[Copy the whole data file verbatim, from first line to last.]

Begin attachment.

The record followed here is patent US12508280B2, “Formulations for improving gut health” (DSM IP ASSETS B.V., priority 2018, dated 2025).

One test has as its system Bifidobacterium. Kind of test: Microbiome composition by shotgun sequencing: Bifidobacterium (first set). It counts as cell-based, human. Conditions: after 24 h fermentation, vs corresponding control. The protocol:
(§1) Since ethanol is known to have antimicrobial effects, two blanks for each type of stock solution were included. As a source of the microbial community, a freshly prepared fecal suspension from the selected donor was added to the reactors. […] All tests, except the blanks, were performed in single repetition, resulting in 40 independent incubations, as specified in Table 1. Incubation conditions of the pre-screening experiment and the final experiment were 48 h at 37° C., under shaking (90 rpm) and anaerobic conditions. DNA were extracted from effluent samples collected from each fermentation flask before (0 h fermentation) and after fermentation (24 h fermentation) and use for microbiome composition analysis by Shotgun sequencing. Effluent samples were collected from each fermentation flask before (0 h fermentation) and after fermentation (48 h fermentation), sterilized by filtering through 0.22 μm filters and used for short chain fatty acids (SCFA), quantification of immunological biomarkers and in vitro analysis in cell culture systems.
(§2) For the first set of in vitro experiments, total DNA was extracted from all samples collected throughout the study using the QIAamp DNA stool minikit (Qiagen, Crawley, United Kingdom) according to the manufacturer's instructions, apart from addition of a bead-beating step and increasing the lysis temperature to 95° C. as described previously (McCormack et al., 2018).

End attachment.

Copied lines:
The record followed here is patent US12508280B2, “Formulations for improving gut health” (DSM IP ASSETS B.V., priority 2018, dated 2025).

One test has as its system Bifidobacterium. Kind of test: Microbiome composition by shotgun sequencing: Bifidobacterium (first set). It counts as cell-based, human. Conditions: after 24 h fermentation, vs corresponding control. The protocol:
(§1) Since ethanol is known to have antimicrobial effects, two blanks for each type of stock solution were included. As a source of the microbial community, a freshly prepared fecal suspension from the selected donor was added to the reactors. […] All tests, except the blanks, were performed in single repetition, resulting in 40 independent incubations, as specified in Table 1. Incubation conditions of the pre-screening experiment and the final experiment were 48 h at 37° C., under shaking (90 rpm) and anaerobic conditions. DNA were extracted from effluent samples collected from each fermentation flask before (0 h fermentation) and after fermentation (24 h fermentation) and use for microbiome composition analysis by Shotgun sequencing. Effluent samples were collected from each fermentation flask before (0 h fermentation) and after fermentation (48 h fermentation), sterilized by filtering through 0.22 μm filters and used for short chain fatty acids (SCFA), quantification of immunological biomarkers and in vitro analysis in cell culture systems.
(§2) For the first set of in vitro experiments, total DNA was extracted from all samples collected throughout the study using the QIAamp DNA stool minikit (Qiagen, Crawley, United Kingdom) according to the manufacturer's instructions, apart from addition of a bead-beating step and increasing the lysis temperature to 95° C. as described previously (McCormack et al., 2018).